31 Jul 2018

National would legalise cannabis if public voted in favour - Bridges

8:11 pm on 31 July 2018

If the public votes in favour of legalising cannabis in a referendum, a National-led government would change the law accordingly, National Party leader Simon Bridges says.

Simon Bridges reveals details of the National Party's cannabis bill.

Simon Bridges. Photo: RNZ / Richard Tindiller

A referendum on legalising the personal use of cannabis is part of the confidence and supply agreement between the Greens and Labour parties.

Under the deal, the referendum will be held at or before the 2020 general election.

Justice Minister Andrew Little said the government would decide in the next couple of months whether the upcoming referendum would be binding.

"One of the decisions the government is going to make is whether the it's a binding referendum ... in order for a binding referendum to take place there has to be a reasonable degree of specificity and certainty about what would follow a 'yes' vote."

Mr Bridges said National would enact a law change if that was what New Zealanders wanted.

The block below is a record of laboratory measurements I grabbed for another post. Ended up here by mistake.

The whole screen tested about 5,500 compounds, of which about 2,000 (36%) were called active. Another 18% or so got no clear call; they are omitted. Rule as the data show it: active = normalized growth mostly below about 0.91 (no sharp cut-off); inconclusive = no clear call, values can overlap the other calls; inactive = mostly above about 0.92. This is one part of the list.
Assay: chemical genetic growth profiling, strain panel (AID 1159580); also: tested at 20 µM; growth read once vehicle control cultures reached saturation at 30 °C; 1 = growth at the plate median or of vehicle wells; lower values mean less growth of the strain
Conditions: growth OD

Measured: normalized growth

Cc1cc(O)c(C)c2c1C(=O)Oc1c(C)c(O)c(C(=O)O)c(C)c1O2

"Oh I think we've got to, I mean we've got to go with what the people want and what a referendum tells us.

"We've got a bit of water to go under the bridge, we've got to see the question, we're going to have an informed debate I hope on the issues, but absolutely on principle we support referendums and their outcomes."

When asked before she went on maternity leave, Prime Minister Jacinda Ardern would not yet commit to whether Labour would legalise marijuana if a referendum favoured the change.

Mr Bridges also said he would support a law change to legalise euthanasia if a public referendum came back in support.

Asked whether cannabis should be legalised to undermine the synthetic cannabis trade, Mr Bridges was not keen, saying two wrongs did not make a right.

Health Minister David Clark said legalising marijuana was not necessarily the answer to the synthetic cannabis crisis.

"With marijuana we know that it does cause harm in adolescents, and there are a number of mental health conditions that are affected by cannabis use, so we tread carefully in all of these things."

Dr Clark said urgent advice was being sought on how to deal with synthetic cannabis and the spike in deaths from the drug.

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